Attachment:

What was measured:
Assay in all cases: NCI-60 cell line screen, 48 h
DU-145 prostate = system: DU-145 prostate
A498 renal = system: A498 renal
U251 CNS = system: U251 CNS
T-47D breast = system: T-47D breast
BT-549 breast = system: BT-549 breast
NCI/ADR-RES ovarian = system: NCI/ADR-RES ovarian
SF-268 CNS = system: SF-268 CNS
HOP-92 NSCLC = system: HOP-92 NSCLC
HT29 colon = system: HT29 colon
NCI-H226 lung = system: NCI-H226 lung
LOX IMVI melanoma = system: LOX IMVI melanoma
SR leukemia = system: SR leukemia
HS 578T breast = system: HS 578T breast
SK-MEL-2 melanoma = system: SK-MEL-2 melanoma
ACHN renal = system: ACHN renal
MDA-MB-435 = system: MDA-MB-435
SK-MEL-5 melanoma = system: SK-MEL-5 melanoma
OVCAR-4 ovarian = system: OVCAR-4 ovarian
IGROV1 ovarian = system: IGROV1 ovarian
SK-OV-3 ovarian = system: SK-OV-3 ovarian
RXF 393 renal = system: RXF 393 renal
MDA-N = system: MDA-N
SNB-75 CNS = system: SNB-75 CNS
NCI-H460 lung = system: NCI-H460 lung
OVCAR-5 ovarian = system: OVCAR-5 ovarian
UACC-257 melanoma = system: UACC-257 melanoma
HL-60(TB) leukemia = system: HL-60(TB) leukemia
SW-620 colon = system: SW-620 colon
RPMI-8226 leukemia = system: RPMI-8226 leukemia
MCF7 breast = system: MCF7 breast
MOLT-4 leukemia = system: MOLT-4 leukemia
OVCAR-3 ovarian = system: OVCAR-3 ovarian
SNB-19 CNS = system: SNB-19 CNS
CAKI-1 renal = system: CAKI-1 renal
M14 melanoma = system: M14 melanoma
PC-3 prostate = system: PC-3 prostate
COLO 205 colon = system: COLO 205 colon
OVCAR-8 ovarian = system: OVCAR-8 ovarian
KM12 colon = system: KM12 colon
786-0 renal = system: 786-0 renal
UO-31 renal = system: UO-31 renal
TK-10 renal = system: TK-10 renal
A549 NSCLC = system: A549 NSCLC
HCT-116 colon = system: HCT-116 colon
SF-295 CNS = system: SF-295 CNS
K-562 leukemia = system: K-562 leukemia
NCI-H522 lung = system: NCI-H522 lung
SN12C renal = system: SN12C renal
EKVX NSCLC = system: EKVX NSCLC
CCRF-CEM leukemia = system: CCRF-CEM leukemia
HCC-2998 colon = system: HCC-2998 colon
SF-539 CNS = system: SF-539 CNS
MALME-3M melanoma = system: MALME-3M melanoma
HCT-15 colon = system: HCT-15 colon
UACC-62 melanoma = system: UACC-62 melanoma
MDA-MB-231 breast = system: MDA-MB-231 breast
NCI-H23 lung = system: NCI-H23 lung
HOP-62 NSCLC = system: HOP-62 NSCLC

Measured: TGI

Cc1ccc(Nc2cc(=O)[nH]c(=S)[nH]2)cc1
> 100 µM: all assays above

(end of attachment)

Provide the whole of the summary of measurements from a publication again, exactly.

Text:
What was measured:
Assay in all cases: NCI-60 cell line screen, 48 h
DU-145 prostate = system: DU-145 prostate
A498 renal = system: A498 renal
U251 CNS = system: U251 CNS
T-47D breast = system: T-47D breast
BT-549 breast = system: BT-549 breast
NCI/ADR-RES ovarian = system: NCI/ADR-RES ovarian
SF-268 CNS = system: SF-268 CNS
HOP-92 NSCLC = system: HOP-92 NSCLC
HT29 colon = system: HT29 colon
NCI-H226 lung = system: NCI-H226 lung
LOX IMVI melanoma = system: LOX IMVI melanoma
SR leukemia = system: SR leukemia
HS 578T breast = system: HS 578T breast
SK-MEL-2 melanoma = system: SK-MEL-2 melanoma
ACHN renal = system: ACHN renal
MDA-MB-435 = system: MDA-MB-435
SK-MEL-5 melanoma = system: SK-MEL-5 melanoma
OVCAR-4 ovarian = system: OVCAR-4 ovarian
IGROV1 ovarian = system: IGROV1 ovarian
SK-OV-3 ovarian = system: SK-OV-3 ovarian
RXF 393 renal = system: RXF 393 renal
MDA-N = system: MDA-N
SNB-75 CNS = system: SNB-75 CNS
NCI-H460 lung = system: NCI-H460 lung
OVCAR-5 ovarian = system: OVCAR-5 ovarian
UACC-257 melanoma = system: UACC-257 melanoma
HL-60(TB) leukemia = system: HL-60(TB) leukemia
SW-620 colon = system: SW-620 colon
RPMI-8226 leukemia = system: RPMI-8226 leukemia
MCF7 breast = system: MCF7 breast
MOLT-4 leukemia = system: MOLT-4 leukemia
OVCAR-3 ovarian = system: OVCAR-3 ovarian
SNB-19 CNS = system: SNB-19 CNS
CAKI-1 renal = system: CAKI-1 renal
M14 melanoma = system: M14 melanoma
PC-3 prostate = system: PC-3 prostate
COLO 205 colon = system: COLO 205 colon
OVCAR-8 ovarian = system: OVCAR-8 ovarian
KM12 colon = system: KM12 colon
786-0 renal = system: 786-0 renal
UO-31 renal = system: UO-31 renal
TK-10 renal = system: TK-10 renal
A549 NSCLC = system: A549 NSCLC
HCT-116 colon = system: HCT-116 colon
SF-295 CNS = system: SF-295 CNS
K-562 leukemia = system: K-562 leukemia
NCI-H522 lung = system: NCI-H522 lung
SN12C renal = system: SN12C renal
EKVX NSCLC = system: EKVX NSCLC
CCRF-CEM leukemia = system: CCRF-CEM leukemia
HCC-2998 colon = system: HCC-2998 colon
SF-539 CNS = system: SF-539 CNS
MALME-3M melanoma = system: MALME-3M melanoma
HCT-15 colon = system: HCT-15 colon
UACC-62 melanoma = system: UACC-62 melanoma
MDA-MB-231 breast = system: MDA-MB-231 breast
NCI-H23 lung = system: NCI-H23 lung
HOP-62 NSCLC = system: HOP-62 NSCLC

Measured: TGI

Cc1ccc(Nc2cc(=O)[nH]c(=S)[nH]2)cc1
> 100 µM: all assays above